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Criminal Jury Instructions

Criminal Jury Instructions Home

8.1-14  Illegal Sale or Possession of Prescription Drugs -- § 21a-108 (2)

Revised to April 23, 2010

Note:  This statute has other subsections that are limited to the regulatory scheme applicable to practitioners, such as medical doctors and pharmacists.  If the defendant is being charged as a practitioner tailor the instruction accordingly.  See also Obtaining Prescription Drugs by Fraud, Instruction 8.1-13.

The defendant is charged [in count __] with the illegal (sale / possession) of prescription drugs.  The statute defining this offense reads in pertinent part as follows: 

no person shall (sell / possess) any drug covered by said subsection, except as authorized by law.

For you to find the defendant guilty of this charge, the state must prove the following elements beyond a reasonable doubt:

Element 1 - Sold or possessed drug
The first element is that the defendant (sold / possessed) a drug, specifically <identify drug>.  <Insert appropriate definition(s):>

  • "Sale" is any form of delivery, which includes barter, exchange or gift, or offer therefor, and each such transaction made by any person whether as principal, proprietor, agent, servant or employee.

  • "Possession" means either actual possession or constructive possession.  Actual possession means actual physical possession, such as having the object on one's person.  Constructive possession means having the object in a place under one's dominion and control.

Possession also requires that the defendant knew that (he/she) was in possession of the <insert type of substance>.  That is, that (he/she) was aware that (he/she) was in possession of it and was aware of its nature.  The state must prove beyond a reasonable doubt that the defendant knew that (he/she) was in possession of <insert type of substance>.  <See Knowledge, Instruction 2.3-3.>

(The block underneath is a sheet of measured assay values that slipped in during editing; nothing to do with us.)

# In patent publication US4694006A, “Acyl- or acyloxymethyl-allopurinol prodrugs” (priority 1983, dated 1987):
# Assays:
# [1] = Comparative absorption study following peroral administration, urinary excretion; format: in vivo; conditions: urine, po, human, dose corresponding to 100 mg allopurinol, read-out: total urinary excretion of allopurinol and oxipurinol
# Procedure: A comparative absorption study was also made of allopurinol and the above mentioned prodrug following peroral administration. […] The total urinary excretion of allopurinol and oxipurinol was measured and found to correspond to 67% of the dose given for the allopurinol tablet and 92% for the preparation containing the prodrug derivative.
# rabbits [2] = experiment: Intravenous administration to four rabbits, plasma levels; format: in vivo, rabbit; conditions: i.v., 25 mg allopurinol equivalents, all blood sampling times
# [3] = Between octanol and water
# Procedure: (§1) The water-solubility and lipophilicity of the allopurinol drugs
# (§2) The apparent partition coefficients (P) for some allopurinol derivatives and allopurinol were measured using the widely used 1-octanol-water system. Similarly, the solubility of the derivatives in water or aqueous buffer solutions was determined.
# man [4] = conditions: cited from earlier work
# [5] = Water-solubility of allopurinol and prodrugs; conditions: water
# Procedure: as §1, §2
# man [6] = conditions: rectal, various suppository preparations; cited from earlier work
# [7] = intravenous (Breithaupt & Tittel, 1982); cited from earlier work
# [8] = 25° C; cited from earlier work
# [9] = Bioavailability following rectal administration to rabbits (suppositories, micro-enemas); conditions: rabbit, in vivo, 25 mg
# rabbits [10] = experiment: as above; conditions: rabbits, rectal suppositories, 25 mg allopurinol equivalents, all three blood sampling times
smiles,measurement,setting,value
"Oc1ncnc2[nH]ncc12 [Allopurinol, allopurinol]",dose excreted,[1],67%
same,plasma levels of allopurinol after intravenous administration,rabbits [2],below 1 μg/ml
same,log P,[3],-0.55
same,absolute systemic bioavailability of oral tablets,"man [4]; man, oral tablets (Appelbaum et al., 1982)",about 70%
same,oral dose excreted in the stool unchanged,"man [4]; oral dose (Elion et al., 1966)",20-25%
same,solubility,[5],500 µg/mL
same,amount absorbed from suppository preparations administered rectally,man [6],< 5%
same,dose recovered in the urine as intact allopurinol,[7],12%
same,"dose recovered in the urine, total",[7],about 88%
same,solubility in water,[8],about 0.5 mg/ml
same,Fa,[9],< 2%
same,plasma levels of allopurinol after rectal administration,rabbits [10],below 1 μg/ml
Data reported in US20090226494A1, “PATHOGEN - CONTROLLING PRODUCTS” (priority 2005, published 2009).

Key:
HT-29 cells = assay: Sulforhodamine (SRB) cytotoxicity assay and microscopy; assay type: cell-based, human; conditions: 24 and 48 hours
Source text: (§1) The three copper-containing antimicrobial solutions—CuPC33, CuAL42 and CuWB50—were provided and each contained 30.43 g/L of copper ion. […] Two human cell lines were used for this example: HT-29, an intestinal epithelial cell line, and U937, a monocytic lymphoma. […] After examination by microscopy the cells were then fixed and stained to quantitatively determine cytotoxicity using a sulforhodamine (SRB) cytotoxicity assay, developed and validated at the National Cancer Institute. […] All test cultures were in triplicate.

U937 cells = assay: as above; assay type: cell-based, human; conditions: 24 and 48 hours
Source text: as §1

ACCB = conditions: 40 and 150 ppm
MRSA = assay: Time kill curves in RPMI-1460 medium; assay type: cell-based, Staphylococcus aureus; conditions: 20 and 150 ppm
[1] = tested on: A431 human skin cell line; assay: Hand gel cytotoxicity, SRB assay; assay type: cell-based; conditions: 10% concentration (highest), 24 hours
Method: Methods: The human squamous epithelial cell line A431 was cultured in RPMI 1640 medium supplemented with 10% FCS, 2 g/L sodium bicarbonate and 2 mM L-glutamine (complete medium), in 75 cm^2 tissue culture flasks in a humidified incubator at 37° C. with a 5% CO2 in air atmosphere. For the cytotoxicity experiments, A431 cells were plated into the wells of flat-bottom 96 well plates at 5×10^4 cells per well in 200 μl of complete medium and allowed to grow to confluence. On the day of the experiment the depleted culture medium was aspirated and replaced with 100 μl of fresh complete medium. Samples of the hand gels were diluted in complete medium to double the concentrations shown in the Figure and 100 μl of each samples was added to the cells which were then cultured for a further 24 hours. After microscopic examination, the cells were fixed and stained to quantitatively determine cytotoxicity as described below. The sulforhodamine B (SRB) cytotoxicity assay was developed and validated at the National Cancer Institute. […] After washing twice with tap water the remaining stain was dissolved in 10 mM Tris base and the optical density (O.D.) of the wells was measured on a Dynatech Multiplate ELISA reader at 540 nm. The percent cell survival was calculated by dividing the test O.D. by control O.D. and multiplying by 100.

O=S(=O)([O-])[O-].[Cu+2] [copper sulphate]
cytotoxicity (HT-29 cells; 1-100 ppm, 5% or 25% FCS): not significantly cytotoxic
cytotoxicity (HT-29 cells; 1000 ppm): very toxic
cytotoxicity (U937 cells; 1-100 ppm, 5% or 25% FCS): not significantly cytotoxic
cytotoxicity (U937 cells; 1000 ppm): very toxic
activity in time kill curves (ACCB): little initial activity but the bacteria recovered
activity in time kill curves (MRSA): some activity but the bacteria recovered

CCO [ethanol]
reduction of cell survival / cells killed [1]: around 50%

<If some form of constructive possession is alleged, see Possession, Instruction 2.11-1.>1

Element 2 - Prescription drug
The second element is that the drug is required by state and federal law to be dispensed pursuant only to a prescription or is restricted to use by prescribing practitioners only.2   "Prescription" means a written, oral or electronic order for any controlled substance or preparation from a licensed practitioner to a pharmacist for a patient.

Element 3 - Not authorized
The third element is that such conduct of the defendant was not legally authorized.  The term "legally authorized" means that the drugs were not dispensed pursuant to a lawful prescription or by a prescribing practitioner. 

Conclusion

In summary, the state must prove beyond a reasonable doubt that 1) the defendant (sold / possessed) <identify drug>, 2) <identify drug> can only legally be obtained through a legitimate prescription, and 3) the defendant's (sale / possession) of the drug was not authorized by law.

If you unanimously find that the state has proved beyond a reasonable doubt each of the elements of the crime of illegal (possession / sale) of a prescription drug, then you shall find the defendant guilty.  On the other hand, if you unanimously find that the state has failed to prove beyond a reasonable doubt any of the elements, you shall then find the defendant not guilty.
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1 Ascertain from counsel what form of possession is alleged.  The definition should be narrowly tailored to the allegations.

2 See General Statutes § 21a-106 (k) and § 20-571 (14).
 


 

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